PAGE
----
Follow-up on most of these biopsies was not available, as most were outside referral biopsies sent to us for primary diagnosis. In patient 9, repeat biopsy 2 years after a second biopsy showed persistent MN and crescents, with increased chronicity with fibrocellular crescents and increased interstitial fibrosis and tubular atrophy after initial treatment with unspecified immunosuppression.

Patient 1 presented with a 1-month history of hematuria, proteinuria (5.5 g/day), fatigue, and fever and had increased serum creatinine (2.8 mg/dL, from baseline creatinine 0.9 mg/dL 4 months earlier). After biopsy, this patient was treated with plasmapheresis, then cytoxan for slightly more than a year, and then switched to Imuran for 1 year, and has since been off treatment. The patient has remained in remission with mild proteinuria (0.28 g/day) and serum creatinine 1.4 mg/dL at last known follow-up 8 years after biopsy.

Patient 13 received monthly cyclophosphamide 1 g i.v. for 6 months, then azathioprine for maintenance therapy for 2.5 years. His serum creatinine has remained near 2 mg/dL without hematuria or proteinuria.

Patient 15 presented with edema, weight loss, and increased serum creatinine. After biopsy results, he was treated with steroids and oral cyclophosphamide. The patient then showed monoclonal gammopathy of undetermined significance, with no monoclonal component in the biopsy. Initially, serum creatinine improved from 5 mg/dL to 2.7 mg/dL, but 1 month after biopsy had marked edema and dyspnea with little response to aggressive therapy with steady worsening of renal function. He and his family eventually opted for comfort care only and declined dialysis.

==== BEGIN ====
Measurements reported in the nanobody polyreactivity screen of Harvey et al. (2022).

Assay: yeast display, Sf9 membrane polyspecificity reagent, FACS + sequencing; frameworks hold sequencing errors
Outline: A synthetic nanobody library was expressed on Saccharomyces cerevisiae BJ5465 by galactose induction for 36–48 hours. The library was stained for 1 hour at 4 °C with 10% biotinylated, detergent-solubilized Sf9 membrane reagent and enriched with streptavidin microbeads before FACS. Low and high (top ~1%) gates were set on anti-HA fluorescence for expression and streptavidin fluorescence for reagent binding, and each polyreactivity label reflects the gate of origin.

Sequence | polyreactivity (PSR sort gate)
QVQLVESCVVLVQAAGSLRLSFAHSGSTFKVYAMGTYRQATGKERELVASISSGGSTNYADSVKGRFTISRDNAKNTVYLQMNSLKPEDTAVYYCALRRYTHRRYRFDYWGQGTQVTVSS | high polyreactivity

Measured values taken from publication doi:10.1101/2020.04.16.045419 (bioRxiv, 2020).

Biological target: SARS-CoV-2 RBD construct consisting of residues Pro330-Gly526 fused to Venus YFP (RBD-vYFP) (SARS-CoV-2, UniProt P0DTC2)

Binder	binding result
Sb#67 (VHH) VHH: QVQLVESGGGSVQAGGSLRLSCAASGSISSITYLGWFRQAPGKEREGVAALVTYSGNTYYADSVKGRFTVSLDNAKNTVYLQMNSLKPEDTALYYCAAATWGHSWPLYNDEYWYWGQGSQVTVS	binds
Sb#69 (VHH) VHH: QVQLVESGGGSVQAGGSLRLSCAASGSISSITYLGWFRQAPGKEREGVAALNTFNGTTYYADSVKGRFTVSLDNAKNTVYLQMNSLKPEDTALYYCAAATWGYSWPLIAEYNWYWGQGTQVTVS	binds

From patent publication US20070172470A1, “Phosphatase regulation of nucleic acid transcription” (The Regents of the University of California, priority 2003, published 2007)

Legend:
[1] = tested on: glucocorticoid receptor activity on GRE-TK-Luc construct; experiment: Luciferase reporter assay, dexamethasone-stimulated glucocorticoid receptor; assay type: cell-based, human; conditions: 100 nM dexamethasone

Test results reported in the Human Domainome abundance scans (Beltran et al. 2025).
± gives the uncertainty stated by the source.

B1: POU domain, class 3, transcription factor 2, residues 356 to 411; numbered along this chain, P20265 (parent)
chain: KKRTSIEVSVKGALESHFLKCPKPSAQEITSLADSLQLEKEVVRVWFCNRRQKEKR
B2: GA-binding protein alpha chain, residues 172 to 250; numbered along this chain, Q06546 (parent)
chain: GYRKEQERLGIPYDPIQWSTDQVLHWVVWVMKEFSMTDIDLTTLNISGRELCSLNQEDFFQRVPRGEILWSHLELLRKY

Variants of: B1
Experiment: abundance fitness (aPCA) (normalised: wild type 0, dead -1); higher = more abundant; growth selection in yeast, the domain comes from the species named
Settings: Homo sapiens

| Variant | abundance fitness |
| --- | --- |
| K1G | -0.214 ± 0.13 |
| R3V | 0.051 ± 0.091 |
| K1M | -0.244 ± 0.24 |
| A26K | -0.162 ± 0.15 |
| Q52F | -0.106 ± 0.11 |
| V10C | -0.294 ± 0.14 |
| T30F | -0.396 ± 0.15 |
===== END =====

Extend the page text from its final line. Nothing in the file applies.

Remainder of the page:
In the absence of evidence of systemic lupus erythematosus, MN with crescentic lesions is rarely encountered. When present, these findings suggest the possibility of a superimposed disease process, either additional anti-GBM disease or ANCA-associated necrotizing crescentic glomerulonephritis. Little is known about the potential causal relationship between the injury processes leading to MN and crescents. In this study, we investigated a cohort of nonlupus MN with crescents and assessed PLA2R staining and ANCA and anti-GBM antibody status. Our study is the first and largest series to date with PLA2R staining of such MN patients with crescents, including those with ANCA or anti-GBM antibody. Our data demonstrate that 64% of the patients with concurrent MN and crescents had coexisting ANCA-associated disease, while 14% of the patients with concurrent MN and crescents had coexisting anti-GBM disease. PLA2R was negative in 69% of patients, suggesting most cases are likely so-called secondary MN. Importantly and uniquely, in 2 of our patients, we shed additional light on the potential interaction of these injury mechanisms, where either MN or ANCA-related disease was proven to be the initial injury.